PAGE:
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the rise and fall of arcade


the rise and fall of arcade

Postby admin » Tue Jul 14, 2015 1:38 pm

https://medium.com/@josh_taylor/virtual ... f3f92b52e8
The beginning of the video arcade can be attributed to the formation of Atari Inc. by Nolan Bushnell and the subsequent creation of Pong, a coin-op version of the ping-pong game released on the Magnavox Odyssey. The Odyssey was a home console that was released in August 1972, three months prior to the release of the coin-op Pong. Throughout the 70s, arcades began to expand and grow with major players entering the scene such as Taito, Midway (purchased by Bally in 1969), Namco, Nintendo, and Sega. In 1977, the gaming industry would experience a small crash. The golden age of arcades would immediately follow in 1978, marked by Taito’s release of the widely popular Space Invaders. The golden age would come to an end with the North American gaming crash of 1983. By the end of the golden age, the number of full arcades in North America peaked at 10,000. Globally there were 24,000 full arcades, 400,000 street locations, and 1.5 million video arcade games in operation. For reference, McDonald’s currently has 36,000 locations globally. The arcade revenue during the golden age was unprecedented.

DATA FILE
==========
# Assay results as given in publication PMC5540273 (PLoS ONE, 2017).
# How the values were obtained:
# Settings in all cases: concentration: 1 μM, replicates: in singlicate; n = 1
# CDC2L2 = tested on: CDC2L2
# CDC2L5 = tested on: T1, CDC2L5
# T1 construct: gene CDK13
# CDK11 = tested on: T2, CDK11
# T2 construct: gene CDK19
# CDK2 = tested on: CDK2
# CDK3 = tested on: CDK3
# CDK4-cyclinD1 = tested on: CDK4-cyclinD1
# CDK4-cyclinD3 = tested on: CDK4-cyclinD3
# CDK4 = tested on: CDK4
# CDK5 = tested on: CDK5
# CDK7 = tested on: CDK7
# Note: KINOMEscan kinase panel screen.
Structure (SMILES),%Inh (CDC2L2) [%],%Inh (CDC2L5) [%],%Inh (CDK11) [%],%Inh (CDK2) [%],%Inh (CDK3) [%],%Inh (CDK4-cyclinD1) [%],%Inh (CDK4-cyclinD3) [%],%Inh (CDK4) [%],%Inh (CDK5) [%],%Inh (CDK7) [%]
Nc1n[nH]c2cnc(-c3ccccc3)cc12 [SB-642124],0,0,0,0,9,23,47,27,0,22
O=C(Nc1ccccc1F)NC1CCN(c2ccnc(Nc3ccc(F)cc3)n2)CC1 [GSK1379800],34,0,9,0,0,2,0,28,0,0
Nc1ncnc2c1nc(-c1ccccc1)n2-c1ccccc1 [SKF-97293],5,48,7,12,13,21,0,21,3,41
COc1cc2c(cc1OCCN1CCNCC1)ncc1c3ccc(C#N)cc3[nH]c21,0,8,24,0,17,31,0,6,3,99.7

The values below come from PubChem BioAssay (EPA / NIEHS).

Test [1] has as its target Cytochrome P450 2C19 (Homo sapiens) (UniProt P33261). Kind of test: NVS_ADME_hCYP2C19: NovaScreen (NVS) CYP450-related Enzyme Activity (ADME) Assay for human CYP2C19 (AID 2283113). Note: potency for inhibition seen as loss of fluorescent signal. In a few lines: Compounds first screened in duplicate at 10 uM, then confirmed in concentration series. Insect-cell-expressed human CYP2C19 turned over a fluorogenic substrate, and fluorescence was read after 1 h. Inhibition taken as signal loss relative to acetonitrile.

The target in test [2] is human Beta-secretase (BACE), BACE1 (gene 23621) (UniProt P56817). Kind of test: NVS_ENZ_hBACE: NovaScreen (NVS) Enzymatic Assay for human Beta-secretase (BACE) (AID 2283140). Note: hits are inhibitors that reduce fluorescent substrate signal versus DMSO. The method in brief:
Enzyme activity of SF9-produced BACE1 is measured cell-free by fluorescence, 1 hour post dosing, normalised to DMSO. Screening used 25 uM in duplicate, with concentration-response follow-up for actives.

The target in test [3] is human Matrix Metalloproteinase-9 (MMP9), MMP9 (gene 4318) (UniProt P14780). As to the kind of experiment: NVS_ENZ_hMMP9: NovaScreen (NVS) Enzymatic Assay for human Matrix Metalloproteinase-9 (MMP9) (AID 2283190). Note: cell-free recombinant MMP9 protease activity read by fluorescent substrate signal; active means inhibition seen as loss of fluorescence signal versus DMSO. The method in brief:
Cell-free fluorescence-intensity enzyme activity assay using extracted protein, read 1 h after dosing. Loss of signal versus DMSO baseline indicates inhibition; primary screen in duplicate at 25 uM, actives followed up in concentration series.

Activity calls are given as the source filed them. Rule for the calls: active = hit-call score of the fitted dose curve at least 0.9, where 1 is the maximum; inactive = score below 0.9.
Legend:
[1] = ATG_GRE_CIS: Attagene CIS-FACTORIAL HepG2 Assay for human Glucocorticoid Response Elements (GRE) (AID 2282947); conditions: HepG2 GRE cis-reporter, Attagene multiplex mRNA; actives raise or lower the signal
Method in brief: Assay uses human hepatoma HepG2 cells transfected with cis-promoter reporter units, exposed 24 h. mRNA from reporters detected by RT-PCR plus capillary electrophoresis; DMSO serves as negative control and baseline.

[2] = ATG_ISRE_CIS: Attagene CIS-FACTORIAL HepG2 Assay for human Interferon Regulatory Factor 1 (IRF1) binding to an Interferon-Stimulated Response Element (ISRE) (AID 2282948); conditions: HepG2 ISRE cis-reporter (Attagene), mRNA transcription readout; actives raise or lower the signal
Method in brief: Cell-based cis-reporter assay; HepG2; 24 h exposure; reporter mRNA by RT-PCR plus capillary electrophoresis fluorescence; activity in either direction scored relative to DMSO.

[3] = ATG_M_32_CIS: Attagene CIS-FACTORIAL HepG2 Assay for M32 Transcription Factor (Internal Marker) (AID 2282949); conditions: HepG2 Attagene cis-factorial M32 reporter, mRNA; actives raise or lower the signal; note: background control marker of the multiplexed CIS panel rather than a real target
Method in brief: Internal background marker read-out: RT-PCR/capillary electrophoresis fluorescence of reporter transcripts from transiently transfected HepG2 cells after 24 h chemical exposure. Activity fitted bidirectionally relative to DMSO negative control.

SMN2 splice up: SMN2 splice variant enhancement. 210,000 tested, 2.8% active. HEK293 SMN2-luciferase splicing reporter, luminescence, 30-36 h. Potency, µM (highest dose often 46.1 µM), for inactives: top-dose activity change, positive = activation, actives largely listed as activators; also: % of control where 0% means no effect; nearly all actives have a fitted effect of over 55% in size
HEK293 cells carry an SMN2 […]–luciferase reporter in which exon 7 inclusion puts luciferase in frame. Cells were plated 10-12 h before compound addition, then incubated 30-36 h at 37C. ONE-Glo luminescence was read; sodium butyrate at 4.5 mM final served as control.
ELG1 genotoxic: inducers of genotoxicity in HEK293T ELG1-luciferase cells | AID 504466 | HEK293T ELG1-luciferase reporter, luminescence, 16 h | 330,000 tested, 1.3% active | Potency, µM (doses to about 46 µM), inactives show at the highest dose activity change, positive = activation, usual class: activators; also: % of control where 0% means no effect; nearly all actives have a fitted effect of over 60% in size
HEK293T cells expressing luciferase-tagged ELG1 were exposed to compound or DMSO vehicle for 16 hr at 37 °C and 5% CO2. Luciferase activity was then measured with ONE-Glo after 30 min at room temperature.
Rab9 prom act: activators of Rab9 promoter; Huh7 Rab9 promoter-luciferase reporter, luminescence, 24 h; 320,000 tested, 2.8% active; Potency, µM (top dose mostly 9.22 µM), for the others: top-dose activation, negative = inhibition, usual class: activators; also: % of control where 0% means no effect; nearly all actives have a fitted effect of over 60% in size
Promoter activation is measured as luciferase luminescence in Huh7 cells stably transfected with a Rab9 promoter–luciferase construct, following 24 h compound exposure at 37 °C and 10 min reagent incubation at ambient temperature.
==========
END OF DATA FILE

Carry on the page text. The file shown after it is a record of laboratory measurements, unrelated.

Graph generated with data from Electronic Education, The Video Game Explosion, and Silicon Valley Fever.
The arcade reached its peak at $8 billion ($19.6 billion in today’s dollars) in 1982. For reference, in 1982, the pop music industry made $4 billion and Hollywood made $3 billion.